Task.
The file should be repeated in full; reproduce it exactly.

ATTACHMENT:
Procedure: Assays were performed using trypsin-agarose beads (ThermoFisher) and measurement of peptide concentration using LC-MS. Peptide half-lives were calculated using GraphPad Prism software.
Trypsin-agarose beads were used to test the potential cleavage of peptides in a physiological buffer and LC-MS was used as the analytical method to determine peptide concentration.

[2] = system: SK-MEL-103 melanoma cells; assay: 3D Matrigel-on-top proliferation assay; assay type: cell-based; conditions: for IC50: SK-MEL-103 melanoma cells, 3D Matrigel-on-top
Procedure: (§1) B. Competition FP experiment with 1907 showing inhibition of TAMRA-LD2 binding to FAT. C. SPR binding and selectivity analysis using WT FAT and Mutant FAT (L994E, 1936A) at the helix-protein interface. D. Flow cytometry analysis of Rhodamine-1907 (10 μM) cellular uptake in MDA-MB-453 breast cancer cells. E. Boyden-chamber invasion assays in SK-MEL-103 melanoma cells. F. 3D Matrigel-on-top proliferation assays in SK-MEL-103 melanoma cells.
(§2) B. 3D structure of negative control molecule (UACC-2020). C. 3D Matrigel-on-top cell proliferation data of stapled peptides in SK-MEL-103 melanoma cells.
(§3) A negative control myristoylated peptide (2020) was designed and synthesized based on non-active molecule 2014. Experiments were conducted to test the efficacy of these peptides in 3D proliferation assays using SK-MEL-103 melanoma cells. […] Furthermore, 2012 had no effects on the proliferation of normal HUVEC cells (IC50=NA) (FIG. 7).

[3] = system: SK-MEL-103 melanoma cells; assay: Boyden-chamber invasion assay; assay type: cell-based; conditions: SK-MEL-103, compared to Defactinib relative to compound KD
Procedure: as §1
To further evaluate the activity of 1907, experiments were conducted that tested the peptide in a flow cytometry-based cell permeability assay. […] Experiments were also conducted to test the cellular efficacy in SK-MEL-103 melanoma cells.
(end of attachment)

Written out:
Procedure: Assays were performed using trypsin-agarose beads (ThermoFisher) and measurement of peptide concentration using LC-MS. Peptide half-lives were calculated using GraphPad Prism software.
Trypsin-agarose beads were used to test the potential cleavage of peptides in a physiological buffer and LC-MS was used as the analytical method to determine peptide concentration.

[2] = system: SK-MEL-103 melanoma cells; assay: 3D Matrigel-on-top proliferation assay; assay type: cell-based; conditions: for IC50: SK-MEL-103 melanoma cells, 3D Matrigel-on-top
Procedure: (§1) B. Competition FP experiment with 1907 showing inhibition of TAMRA-LD2 binding to FAT. C. SPR binding and selectivity analysis using WT FAT and Mutant FAT (L994E, 1936A) at the helix-protein interface. D. Flow cytometry analysis of Rhodamine-1907 (10 μM) cellular uptake in MDA-MB-453 breast cancer cells. E. Boyden-chamber invasion assays in SK-MEL-103 melanoma cells. F. 3D Matrigel-on-top proliferation assays in SK-MEL-103 melanoma cells.
(§2) B. 3D structure of negative control molecule (UACC-2020). C. 3D Matrigel-on-top cell proliferation data of stapled peptides in SK-MEL-103 melanoma cells.
(§3) A negative control myristoylated peptide (2020) was designed and synthesized based on non-active molecule 2014. Experiments were conducted to test the efficacy of these peptides in 3D proliferation assays using SK-MEL-103 melanoma cells. […] Furthermore, 2012 had no effects on the proliferation of normal HUVEC cells (IC50=NA) (FIG. 7).

[3] = system: SK-MEL-103 melanoma cells; assay: Boyden-chamber invasion assay; assay type: cell-based; conditions: SK-MEL-103, compared to Defactinib relative to compound KD
Procedure: as §1
To further evaluate the activity of 1907, experiments were conducted that tested the peptide in a flow cytometry-based cell permeability assay. […] Experiments were also conducted to test the cellular efficacy in SK-MEL-103 melanoma cells.